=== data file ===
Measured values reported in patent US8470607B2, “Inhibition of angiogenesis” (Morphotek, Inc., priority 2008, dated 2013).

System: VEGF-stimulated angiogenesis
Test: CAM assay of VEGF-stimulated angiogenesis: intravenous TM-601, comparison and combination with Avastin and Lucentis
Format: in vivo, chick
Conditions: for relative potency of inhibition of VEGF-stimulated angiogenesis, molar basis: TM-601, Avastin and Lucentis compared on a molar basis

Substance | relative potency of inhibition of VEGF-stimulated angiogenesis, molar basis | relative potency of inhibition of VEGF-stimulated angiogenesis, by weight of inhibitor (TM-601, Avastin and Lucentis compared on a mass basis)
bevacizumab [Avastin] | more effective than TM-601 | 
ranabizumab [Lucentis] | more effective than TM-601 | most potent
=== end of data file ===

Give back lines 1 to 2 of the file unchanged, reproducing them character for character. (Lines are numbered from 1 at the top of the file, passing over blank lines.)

Measured values reported in patent US8470607B2, “Inhibition of angiogenesis” (Morphotek, Inc., priority 2008, dated 2013).

System: VEGF-stimulated angiogenesis